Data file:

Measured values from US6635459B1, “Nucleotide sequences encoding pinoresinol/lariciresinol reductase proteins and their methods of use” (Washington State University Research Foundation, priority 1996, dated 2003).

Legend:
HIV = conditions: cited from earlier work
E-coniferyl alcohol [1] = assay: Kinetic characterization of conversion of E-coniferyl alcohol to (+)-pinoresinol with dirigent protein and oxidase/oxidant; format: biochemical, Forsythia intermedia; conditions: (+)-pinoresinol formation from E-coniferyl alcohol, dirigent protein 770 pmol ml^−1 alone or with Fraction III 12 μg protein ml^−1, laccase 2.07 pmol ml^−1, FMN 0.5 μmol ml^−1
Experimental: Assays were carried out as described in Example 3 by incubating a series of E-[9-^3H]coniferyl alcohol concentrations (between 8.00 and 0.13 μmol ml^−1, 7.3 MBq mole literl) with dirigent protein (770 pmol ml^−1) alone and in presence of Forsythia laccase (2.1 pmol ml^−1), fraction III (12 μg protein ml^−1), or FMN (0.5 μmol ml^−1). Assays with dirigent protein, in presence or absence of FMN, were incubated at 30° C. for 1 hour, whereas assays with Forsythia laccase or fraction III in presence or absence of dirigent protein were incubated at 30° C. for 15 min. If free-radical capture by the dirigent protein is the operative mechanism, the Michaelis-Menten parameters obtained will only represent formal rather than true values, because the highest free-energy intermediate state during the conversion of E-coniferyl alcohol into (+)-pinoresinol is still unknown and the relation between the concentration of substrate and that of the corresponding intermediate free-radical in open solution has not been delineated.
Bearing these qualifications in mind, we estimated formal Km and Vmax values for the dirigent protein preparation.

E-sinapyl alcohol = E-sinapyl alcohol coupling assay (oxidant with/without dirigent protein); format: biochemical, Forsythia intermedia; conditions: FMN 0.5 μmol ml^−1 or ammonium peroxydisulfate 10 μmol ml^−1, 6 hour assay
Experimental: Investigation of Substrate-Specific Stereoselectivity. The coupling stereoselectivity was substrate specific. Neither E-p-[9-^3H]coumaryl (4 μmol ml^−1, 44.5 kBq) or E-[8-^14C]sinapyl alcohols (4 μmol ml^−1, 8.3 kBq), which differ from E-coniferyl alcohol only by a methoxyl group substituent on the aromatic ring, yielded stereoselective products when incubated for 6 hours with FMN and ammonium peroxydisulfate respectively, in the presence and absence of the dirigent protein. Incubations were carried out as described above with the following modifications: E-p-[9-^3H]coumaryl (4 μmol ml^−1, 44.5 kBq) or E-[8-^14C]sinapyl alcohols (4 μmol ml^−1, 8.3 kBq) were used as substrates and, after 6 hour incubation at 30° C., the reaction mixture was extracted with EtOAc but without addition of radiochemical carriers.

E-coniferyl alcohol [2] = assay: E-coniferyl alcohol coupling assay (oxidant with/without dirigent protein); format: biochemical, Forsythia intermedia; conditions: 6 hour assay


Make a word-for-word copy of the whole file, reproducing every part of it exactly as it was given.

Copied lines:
Measured values from US6635459B1, “Nucleotide sequences encoding pinoresinol/lariciresinol reductase proteins and their methods of use” (Washington State University Research Foundation, priority 1996, dated 2003).

Legend:
HIV = conditions: cited from earlier work
E-coniferyl alcohol [1] = assay: Kinetic characterization of conversion of E-coniferyl alcohol to (+)-pinoresinol with dirigent protein and oxidase/oxidant; format: biochemical, Forsythia intermedia; conditions: (+)-pinoresinol formation from E-coniferyl alcohol, dirigent protein 770 pmol ml^−1 alone or with Fraction III 12 μg protein ml^−1, laccase 2.07 pmol ml^−1, FMN 0.5 μmol ml^−1
Experimental: Assays were carried out as described in Example 3 by incubating a series of E-[9-^3H]coniferyl alcohol concentrations (between 8.00 and 0.13 μmol ml^−1, 7.3 MBq mole literl) with dirigent protein (770 pmol ml^−1) alone and in presence of Forsythia laccase (2.1 pmol ml^−1), fraction III (12 μg protein ml^−1), or FMN (0.5 μmol ml^−1). Assays with dirigent protein, in presence or absence of FMN, were incubated at 30° C. for 1 hour, whereas assays with Forsythia laccase or fraction III in presence or absence of dirigent protein were incubated at 30° C. for 15 min. If free-radical capture by the dirigent protein is the operative mechanism, the Michaelis-Menten parameters obtained will only represent formal rather than true values, because the highest free-energy intermediate state during the conversion of E-coniferyl alcohol into (+)-pinoresinol is still unknown and the relation between the concentration of substrate and that of the corresponding intermediate free-radical in open solution has not been delineated.
Bearing these qualifications in mind, we estimated formal Km and Vmax values for the dirigent protein preparation.

E-sinapyl alcohol = E-sinapyl alcohol coupling assay (oxidant with/without dirigent protein); format: biochemical, Forsythia intermedia; conditions: FMN 0.5 μmol ml^−1 or ammonium peroxydisulfate 10 μmol ml^−1, 6 hour assay
Experimental: Investigation of Substrate-Specific Stereoselectivity. The coupling stereoselectivity was substrate specific. Neither E-p-[9-^3H]coumaryl (4 μmol ml^−1, 44.5 kBq) or E-[8-^14C]sinapyl alcohols (4 μmol ml^−1, 8.3 kBq), which differ from E-coniferyl alcohol only by a methoxyl group substituent on the aromatic ring, yielded stereoselective products when incubated for 6 hours with FMN and ammonium peroxydisulfate respectively, in the presence and absence of the dirigent protein. Incubations were carried out as described above with the following modifications: E-p-[9-^3H]coumaryl (4 μmol ml^−1, 44.5 kBq) or E-[8-^14C]sinapyl alcohols (4 μmol ml^−1, 8.3 kBq) were used as substrates and, after 6 hour incubation at 30° C., the reaction mixture was extracted with EtOAc but without addition of radiochemical carriers.

E-coniferyl alcohol [2] = assay: E-coniferyl alcohol coupling assay (oxidant with/without dirigent protein); format: biochemical, Forsythia intermedia; conditions: 6 hour assay